The European Commission has, for the third time, refused to endorse the arguments of those who want to impose Spanish language in Catalan schools, and has indicated that it has no competence in this matter. This happened in the European Parliament's Petitions Committee, where the handling of the issue was marked by the actions of its chairperson, Dolors Montserrat, MEP for Spain's Popular Party from Catalonia, who prevented two other Catalan MEPs, Toni Comín (Junts) and Diana Riba (ERC) from giving parts of their speeches on the issue in Catalan. When Comín and Riba tried to use Catalonia's own language in their speeches - having spoken Spanish for most of their addresses - Dolors Montserrat interrupted them, saying that they would not be translated. "There are only 24 official languages in this parliament," said Montserrat, cutting off the speakers.
The president of the so-called Assembly for a Bilingual School (AEB), Ana Losada, reappeared in the European Parliament's Petitions Committee asking for support, but Rajka Lozo, of the European Commission's Directorate-General for Education, indicated that the situation of the Catalan school is an internal matter. He reminded that Brussels can only intervene when "EU law is violated". "That doesn't seem to be the case with the information we have," he said. The committee, which is chaired by Montserrat, tried to keep the Spanish pressure group's petition alive anyway, and announced that the parliamentary body had left the petition open and would send "a request" on its own to the Catalan government and Pedro Sánchez's Spanish executive so that "the ruling is being complied with." The committee coordinators could debate later if they would send a mission of MEPs to Catalonia to analyze the situation, according to Montserrat. In her speech, Losada accused the Catalan government of "attacking the rule of law" and called for "help in Europe". "The Spanish government maintains a suspicious silence," she said.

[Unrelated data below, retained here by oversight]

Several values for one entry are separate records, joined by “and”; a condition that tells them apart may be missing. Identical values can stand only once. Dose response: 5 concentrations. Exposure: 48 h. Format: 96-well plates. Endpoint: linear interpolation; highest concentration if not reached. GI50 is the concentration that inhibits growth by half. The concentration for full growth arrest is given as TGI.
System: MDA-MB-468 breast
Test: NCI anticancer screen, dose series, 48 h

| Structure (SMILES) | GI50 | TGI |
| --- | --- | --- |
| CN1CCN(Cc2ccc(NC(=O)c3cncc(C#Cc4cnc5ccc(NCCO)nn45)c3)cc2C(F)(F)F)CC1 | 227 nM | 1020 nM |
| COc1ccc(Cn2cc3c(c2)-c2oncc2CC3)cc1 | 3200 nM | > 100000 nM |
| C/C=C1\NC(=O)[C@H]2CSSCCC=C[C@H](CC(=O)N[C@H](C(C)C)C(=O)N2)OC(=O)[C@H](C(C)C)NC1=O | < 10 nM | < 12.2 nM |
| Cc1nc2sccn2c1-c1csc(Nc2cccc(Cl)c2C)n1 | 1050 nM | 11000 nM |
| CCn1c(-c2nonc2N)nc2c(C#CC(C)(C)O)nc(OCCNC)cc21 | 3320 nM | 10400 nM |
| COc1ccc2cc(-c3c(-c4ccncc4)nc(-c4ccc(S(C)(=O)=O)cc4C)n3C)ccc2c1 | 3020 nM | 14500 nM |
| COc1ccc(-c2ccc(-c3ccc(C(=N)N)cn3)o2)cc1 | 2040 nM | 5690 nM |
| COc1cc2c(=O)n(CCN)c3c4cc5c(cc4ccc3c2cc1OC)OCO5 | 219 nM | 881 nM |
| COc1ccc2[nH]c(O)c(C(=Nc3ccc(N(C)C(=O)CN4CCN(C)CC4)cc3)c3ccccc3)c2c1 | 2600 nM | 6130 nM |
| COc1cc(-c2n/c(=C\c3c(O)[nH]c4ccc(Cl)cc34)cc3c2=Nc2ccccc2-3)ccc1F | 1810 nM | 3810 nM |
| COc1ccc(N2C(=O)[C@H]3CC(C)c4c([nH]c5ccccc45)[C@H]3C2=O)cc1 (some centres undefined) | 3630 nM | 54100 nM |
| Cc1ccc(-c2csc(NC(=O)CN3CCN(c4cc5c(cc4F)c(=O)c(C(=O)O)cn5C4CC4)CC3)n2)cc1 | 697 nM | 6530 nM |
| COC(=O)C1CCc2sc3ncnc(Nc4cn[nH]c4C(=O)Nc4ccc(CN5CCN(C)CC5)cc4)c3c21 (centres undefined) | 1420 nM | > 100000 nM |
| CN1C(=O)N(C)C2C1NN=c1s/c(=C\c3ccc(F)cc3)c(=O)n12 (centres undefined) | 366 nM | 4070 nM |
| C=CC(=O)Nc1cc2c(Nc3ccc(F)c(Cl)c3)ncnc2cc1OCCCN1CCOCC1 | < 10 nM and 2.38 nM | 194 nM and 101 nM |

The intervention of the Spanish nationalist group led to responses from the two Catalan parties Junts and ERC, which defended the Catalan school model, which is based on learning two languages via immersion in the less strong of the two, Catalan. Junts MEP Toni Comín warned that without the language immersion model, the situation would move towards an "asymmetric bilingualism" in which Catalan would be only a "residual" language in Catalonia. "It's the dream of Spanish nationalism," he said. For her part, ERC member Diana Riba denounced the attempt to "create a problem where it does not exist". "They believe they can win [a few more votes] at the expense of our language. At its core, this is a crusade by Spanish nationalism that seeks to standardize the Spanish state out of fear of diversity," she said. And she argued that it should be put it context: "Since 2005, there have been 83 complaints about the Catalan language model out of 25.5 million students enrolled in schools over the same period," said Riba.
On the other hand, Ciudadanos' MEP Jordi Cañas reprimanded the European Commission for refusing to intervene in what it considers "a very serious situation". Cañas accused the Catalan government of failing to comply with the recent court rulings ordering schools to teach 25% of classes in Spanish, as well as "promoting" the alleged harassment of families asking for that quota. As well, PP deputy Rosa Estarás criticized the attempt to link the Catalan language "to independence" and denounced the recent case of the Canet de Mar school, where a family that wanted more Spanish language has to face the costs of the legal case and a hypothetical "harassment" over their campaign to introduce Spanish language at the school. "They're harassing the boy, they're killing him," she told the committee. The Catalan Socialist MEP Javi López, on the other hand, said that the Catalan education authorities are "still in time" to apply the 25% ruling and they "have always applied the rulings in this matter". "They were applied silently, but they were applied," he said.